>   who fought World War II were their heroes and role models. They honored
    >   their fathers' service by emulating it, and largely agreed with their
    >   fathers' wisdom in attempting to stop Communism's reach in Southeast Asia.
    >   The most accurate poll of their attitudes (Harris, 1980) showed that 91
    >   percent were glad they'd served their country, 74 percent enjoyed their
    >   time in the service, and 89 percent agreed with the statement that "our
    > troops
    >   were asked to fight in a war which our political leaders in Washington
    >   would not let them win." And most importantly, the castigation they received
    >   upon returning home was not from the World War II generation, but from the
    > very
    >   elites in their age group who supposedly spoke for them.
    >   Nine million men served in the military during the Vietnam war, three
    >   million of whom went to the Vietnam theater. Contrary to popular
    >   mythology, two-thirds of these were volunteers, and 73 percent of those who
    > died
    >   were volunteers. While some attention has been paid recently to the plight of
    >   our prisoners of war, most of whom were pilots, there has been little
    >   recognition of how brutal the war was for those who fought it on the ground.
    >   Dropped onto the enemy's terrain 12,000 miles away from home, America's
    >   citizen-soldiers performed with a tenacity and quality that may never be
    >   truly understood. Those who believe the war was fought incompetently on a
    >   tactical level should consider Hanoi's recent admission that 1.4 million
    >   of its soldiers died on the battlefield, compared to 58,000 total U.S. dead.
    >   Those who believe that it was a "dirty little war" where the bombs did all
    >   the work might contemplate that it was the most costly war the U.S. Marine
    >   Corps has ever fought-five times as many dead as World War I, three times
    >   as many dead as in Korea, and more total killed and wounded than in all of
    >   World War II.
    >   Significantly, these sacrifices were being made at a time the United
    >   States was deeply divided over our effort in Vietnam. The baby-boom
    > generation
    >   had cracked apart along class lines as America's young men were making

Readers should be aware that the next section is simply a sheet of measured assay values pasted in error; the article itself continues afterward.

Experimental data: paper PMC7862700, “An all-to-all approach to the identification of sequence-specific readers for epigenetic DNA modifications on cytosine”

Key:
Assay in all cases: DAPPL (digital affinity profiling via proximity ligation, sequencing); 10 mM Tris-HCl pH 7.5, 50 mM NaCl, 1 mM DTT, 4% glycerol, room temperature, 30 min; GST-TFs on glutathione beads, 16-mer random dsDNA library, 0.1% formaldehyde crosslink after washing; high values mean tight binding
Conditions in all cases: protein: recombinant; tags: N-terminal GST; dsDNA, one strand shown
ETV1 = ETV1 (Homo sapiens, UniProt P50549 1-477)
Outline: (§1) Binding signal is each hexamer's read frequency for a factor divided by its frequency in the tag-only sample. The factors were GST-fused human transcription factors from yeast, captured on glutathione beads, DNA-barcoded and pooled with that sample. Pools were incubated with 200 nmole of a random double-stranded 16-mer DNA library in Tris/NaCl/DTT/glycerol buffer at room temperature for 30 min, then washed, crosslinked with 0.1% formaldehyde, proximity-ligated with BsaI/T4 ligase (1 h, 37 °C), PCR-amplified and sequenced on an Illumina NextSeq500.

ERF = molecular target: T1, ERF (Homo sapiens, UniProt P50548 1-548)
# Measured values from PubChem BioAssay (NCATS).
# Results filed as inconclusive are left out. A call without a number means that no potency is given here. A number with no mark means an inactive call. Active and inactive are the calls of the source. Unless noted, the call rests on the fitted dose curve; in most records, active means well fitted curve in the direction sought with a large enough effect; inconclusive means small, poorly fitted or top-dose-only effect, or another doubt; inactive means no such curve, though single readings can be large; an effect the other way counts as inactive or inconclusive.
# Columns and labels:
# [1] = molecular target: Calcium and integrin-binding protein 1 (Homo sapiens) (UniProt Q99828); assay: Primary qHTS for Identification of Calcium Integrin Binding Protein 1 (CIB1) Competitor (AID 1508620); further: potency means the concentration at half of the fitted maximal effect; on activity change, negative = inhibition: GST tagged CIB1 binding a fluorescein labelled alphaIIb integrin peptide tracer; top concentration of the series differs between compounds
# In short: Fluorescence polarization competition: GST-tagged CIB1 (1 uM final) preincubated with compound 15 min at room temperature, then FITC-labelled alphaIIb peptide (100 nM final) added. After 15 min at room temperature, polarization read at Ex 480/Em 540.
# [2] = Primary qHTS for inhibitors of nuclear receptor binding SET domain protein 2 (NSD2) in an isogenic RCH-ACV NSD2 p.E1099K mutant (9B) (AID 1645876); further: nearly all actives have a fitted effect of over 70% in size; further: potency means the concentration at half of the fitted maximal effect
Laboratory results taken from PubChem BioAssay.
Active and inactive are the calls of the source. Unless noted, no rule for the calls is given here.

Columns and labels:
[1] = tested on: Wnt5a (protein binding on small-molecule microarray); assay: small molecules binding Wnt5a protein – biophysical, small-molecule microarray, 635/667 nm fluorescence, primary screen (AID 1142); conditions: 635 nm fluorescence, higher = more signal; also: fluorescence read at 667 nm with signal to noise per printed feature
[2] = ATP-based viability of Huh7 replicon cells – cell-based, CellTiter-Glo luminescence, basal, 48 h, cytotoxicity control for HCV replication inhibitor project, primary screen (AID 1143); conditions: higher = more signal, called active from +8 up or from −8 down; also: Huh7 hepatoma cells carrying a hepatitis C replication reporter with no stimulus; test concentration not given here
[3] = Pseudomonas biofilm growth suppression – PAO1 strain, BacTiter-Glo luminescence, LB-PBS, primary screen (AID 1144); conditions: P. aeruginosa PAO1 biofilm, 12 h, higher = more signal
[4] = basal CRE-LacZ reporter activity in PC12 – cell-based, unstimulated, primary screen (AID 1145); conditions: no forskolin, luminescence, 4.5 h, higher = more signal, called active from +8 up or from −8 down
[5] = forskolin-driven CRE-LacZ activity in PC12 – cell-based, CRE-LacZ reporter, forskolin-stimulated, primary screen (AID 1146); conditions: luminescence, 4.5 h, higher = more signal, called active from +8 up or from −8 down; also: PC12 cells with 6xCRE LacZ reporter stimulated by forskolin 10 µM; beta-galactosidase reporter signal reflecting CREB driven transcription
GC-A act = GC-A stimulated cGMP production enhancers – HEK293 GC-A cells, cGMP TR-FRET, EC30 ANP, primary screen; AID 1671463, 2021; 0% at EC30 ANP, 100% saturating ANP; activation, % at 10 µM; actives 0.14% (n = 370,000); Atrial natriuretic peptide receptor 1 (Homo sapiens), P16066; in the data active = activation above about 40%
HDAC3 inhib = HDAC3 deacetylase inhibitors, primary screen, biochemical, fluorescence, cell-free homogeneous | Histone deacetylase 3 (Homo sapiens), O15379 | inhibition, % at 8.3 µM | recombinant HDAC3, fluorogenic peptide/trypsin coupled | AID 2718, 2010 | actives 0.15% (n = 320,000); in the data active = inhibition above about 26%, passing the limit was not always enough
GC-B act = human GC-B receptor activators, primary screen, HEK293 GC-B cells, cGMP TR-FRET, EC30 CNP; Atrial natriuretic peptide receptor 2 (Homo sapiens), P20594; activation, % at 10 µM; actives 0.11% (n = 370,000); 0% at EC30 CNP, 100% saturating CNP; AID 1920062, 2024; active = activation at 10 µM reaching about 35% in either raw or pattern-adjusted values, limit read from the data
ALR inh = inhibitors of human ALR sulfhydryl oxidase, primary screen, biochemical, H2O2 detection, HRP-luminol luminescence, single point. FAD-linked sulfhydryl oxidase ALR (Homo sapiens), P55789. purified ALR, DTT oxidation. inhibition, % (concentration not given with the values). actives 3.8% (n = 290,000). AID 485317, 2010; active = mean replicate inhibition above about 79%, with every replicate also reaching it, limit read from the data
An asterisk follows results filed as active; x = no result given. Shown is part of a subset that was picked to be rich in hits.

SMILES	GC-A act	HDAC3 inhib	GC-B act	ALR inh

>   difficult, life-or-death choices about serving. The better academic
    >   institutions became focal points for vitriolic protest against the war,
    >   with few of their graduates going into the military. Harvard College, which
    > had
    >   lost 691 alumni in World War II, lost a total of 12 men in Vietnam from
    >   the classes of 1962 through 1972 combined. Those classes at Princeton lost
    >   six, at MIT two. The media turned ever-more hostile. And frequently the
    > reward
    >   for a young man's having gone through the trauma of combat was to be
    >   greeted by his peers with studied indifference or outright hostility.
    >   What is a hero? My heroes are the young men who faced the issues of war
    >   and possible death, and then weighed those concerns against obligations to
    >   their country. Citizen-soldiers who interrupted their personal and
    > professional
    >   lives at their most formative stage, in the timeless phrase of the
    >   Confederate Memorial in Arlington National Cemetery, "not for fame or
    >   reward, not for place or for rank, but in simple obedience to duty, as they
    >   understood it." Who suffered loneliness, disease, and wounds with an often
    >   contagious lan. And who deserve a far better place in history than that
    >   now offered them by the so-called spokesmen of our so-called generation.
    >   Mr. Brokaw, Mr. Matthews, Mr. Bennett, Mr. Spielberg, meet my Marines.
    >   ***
    >   1969 was an odd year to be in Vietnam. Second only to 1968 in terms of
    >   American casualties, it was the year made famous by Hamburger Hill, as
    >   well as the gut-wrenching Life cover story showing the pictures of 242
    >   Americans who had been killed in one average week of fighting. Back home, it
    > was
    >   the year of Woodstock, and of numerous anti-war rallies that culminated in
    > the
    >   Moratorium march on Washington. The My Lai massacre hit the papers and was
    >   seized upon by the anti-war movement as the emblematic moment of the war.
    >   Lyndon Johnson left Washington in utter humiliation. Richard Nixon entered
    >   the scene, destined for an even worse fate.
    >   In the An Hoa Basin southwest of Danang, the Fifth Marine Regiment was in
    >   its third year of continuous combat operations. Combat is an unpredictable
    >   and inexact environment, but we were well-led. As a rifle platoon and
    >   company commander, I served under a succession of three regimental
    >   commanders who had cut their teeth in World War II, and four different
    >   battalion commanders, three of whom had seen combat in Korea. The company
    >   commanders were typically captains on their second combat tour in Vietnam,
    >   or young first lieutenants like myself who were given companies after many
    >   months of "bush time" as platoon commanders in the Basin's tough and
    >   unforgiving environs.
    >   The Basin was one of the most heavily contested areas in Vietnam, its
    >   torn, cratered earth offering every sort of wartime possibility. In the
    >   mountains just to the west, not far from the Ho Chi Minh Trail, the North
    > Vietnamese
    >   Army operated an infantry division from an area called Base Area 112. In
    >   the valleys of the Basin, main-force Viet Cong battalions whose ranks were 80
    >   percent North Vietnamese Army regulars moved against the Americans every
    >   day. Local Viet Cong units sniped and harassed. Ridge lines and paddy